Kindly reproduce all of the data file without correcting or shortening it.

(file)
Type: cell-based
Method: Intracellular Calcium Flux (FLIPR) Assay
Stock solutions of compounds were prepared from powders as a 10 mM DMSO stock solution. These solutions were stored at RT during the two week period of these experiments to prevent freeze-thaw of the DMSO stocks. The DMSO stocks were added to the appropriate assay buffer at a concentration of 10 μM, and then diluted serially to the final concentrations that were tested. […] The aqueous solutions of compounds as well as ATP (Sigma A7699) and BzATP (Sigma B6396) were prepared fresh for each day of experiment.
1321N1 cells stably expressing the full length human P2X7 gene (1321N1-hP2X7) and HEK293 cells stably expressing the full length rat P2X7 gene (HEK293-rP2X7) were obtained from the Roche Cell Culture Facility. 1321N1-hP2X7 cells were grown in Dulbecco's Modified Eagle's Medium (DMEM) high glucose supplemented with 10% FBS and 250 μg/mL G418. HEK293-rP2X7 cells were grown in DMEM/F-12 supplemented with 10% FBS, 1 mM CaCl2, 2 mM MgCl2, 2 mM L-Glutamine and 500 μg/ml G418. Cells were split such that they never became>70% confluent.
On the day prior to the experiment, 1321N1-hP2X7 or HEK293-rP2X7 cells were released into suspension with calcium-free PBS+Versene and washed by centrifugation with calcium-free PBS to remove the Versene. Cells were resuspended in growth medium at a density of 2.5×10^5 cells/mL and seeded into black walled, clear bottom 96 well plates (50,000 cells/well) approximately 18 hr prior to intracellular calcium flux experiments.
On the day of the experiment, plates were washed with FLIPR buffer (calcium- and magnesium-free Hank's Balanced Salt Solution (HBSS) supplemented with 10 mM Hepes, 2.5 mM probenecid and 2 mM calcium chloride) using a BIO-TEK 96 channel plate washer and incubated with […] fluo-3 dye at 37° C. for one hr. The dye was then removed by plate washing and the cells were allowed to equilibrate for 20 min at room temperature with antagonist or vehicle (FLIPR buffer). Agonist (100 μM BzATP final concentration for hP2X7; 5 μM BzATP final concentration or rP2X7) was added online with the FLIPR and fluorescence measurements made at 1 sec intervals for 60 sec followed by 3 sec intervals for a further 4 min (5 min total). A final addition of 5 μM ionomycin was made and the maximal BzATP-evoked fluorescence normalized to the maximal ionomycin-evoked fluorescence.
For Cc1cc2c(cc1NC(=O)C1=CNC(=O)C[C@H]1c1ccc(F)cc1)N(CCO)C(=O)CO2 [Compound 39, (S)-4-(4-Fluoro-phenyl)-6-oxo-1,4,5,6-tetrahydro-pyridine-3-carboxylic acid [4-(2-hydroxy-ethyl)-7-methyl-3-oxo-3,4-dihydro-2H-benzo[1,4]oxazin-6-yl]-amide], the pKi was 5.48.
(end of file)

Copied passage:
Type: cell-based
Method: Intracellular Calcium Flux (FLIPR) Assay
Stock solutions of compounds were prepared from powders as a 10 mM DMSO stock solution. These solutions were stored at RT during the two week period of these experiments to prevent freeze-thaw of the DMSO stocks. The DMSO stocks were added to the appropriate assay buffer at a concentration of 10 μM, and then diluted serially to the final concentrations that were tested. […] The aqueous solutions of compounds as well as ATP (Sigma A7699) and BzATP (Sigma B6396) were prepared fresh for each day of experiment.
1321N1 cells stably expressing the full length human P2X7 gene (1321N1-hP2X7) and HEK293 cells stably expressing the full length rat P2X7 gene (HEK293-rP2X7) were obtained from the Roche Cell Culture Facility. 1321N1-hP2X7 cells were grown in Dulbecco's Modified Eagle's Medium (DMEM) high glucose supplemented with 10% FBS and 250 μg/mL G418. HEK293-rP2X7 cells were grown in DMEM/F-12 supplemented with 10% FBS, 1 mM CaCl2, 2 mM MgCl2, 2 mM L-Glutamine and 500 μg/ml G418. Cells were split such that they never became>70% confluent.
On the day prior to the experiment, 1321N1-hP2X7 or HEK293-rP2X7 cells were released into suspension with calcium-free PBS+Versene and washed by centrifugation with calcium-free PBS to remove the Versene. Cells were resuspended in growth medium at a density of 2.5×10^5 cells/mL and seeded into black walled, clear bottom 96 well plates (50,000 cells/well) approximately 18 hr prior to intracellular calcium flux experiments.
On the day of the experiment, plates were washed with FLIPR buffer (calcium- and magnesium-free Hank's Balanced Salt Solution (HBSS) supplemented with 10 mM Hepes, 2.5 mM probenecid and 2 mM calcium chloride) using a BIO-TEK 96 channel plate washer and incubated with […] fluo-3 dye at 37° C. for one hr. The dye was then removed by plate washing and the cells were allowed to equilibrate for 20 min at room temperature with antagonist or vehicle (FLIPR buffer). Agonist (100 μM BzATP final concentration for hP2X7; 5 μM BzATP final concentration or rP2X7) was added online with the FLIPR and fluorescence measurements made at 1 sec intervals for 60 sec followed by 3 sec intervals for a further 4 min (5 min total). A final addition of 5 μM ionomycin was made and the maximal BzATP-evoked fluorescence normalized to the maximal ionomycin-evoked fluorescence.
For Cc1cc2c(cc1NC(=O)C1=CNC(=O)C[C@H]1c1ccc(F)cc1)N(CCO)C(=O)CO2 [Compound 39, (S)-4-(4-Fluoro-phenyl)-6-oxo-1,4,5,6-tetrahydro-pyridine-3-carboxylic acid [4-(2-hydroxy-ethyl)-7-methyl-3-oxo-3,4-dihydro-2H-benzo[1,4]oxazin-6-yl]-amide], the pKi was 5.48.